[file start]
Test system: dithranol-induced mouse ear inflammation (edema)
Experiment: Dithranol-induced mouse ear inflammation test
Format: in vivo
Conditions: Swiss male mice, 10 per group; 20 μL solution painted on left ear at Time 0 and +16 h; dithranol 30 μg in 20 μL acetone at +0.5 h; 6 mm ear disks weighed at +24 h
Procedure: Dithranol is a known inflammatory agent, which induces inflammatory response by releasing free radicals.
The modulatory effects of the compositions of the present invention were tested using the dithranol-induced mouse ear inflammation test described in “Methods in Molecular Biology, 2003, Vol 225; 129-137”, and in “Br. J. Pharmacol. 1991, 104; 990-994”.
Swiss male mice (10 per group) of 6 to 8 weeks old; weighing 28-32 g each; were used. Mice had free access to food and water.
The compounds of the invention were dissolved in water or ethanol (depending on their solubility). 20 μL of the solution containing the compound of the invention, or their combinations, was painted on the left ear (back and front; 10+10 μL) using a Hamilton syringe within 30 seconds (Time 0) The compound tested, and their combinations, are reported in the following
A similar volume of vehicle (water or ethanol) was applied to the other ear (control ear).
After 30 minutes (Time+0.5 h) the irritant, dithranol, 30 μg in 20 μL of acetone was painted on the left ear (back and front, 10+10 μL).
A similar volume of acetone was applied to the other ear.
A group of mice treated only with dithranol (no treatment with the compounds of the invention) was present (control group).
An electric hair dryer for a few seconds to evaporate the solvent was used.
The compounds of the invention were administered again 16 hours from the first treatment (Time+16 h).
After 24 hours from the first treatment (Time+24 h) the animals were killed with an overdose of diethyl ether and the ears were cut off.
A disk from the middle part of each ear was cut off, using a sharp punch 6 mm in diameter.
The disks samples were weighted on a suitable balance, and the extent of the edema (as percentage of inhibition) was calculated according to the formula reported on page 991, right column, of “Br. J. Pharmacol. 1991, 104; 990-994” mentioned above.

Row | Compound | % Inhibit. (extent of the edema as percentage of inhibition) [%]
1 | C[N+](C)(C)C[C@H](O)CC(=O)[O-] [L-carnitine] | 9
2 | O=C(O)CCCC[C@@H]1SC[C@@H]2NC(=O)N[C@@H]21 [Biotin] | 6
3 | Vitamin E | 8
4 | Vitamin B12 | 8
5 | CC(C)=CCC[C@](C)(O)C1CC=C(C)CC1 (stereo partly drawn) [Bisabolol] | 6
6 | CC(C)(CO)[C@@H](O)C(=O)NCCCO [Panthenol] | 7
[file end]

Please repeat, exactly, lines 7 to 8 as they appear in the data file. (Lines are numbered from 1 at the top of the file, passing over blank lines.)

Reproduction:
Swiss male mice (10 per group) of 6 to 8 weeks old; weighing 28-32 g each; were used. Mice had free access to food and water.
The compounds of the invention were dissolved in water or ethanol (depending on their solubility). 20 μL of the solution containing the compound of the invention, or their combinations, was painted on the left ear (back and front; 10+10 μL) using a Hamilton syringe within 30 seconds (Time 0) The compound tested, and their combinations, are reported in the following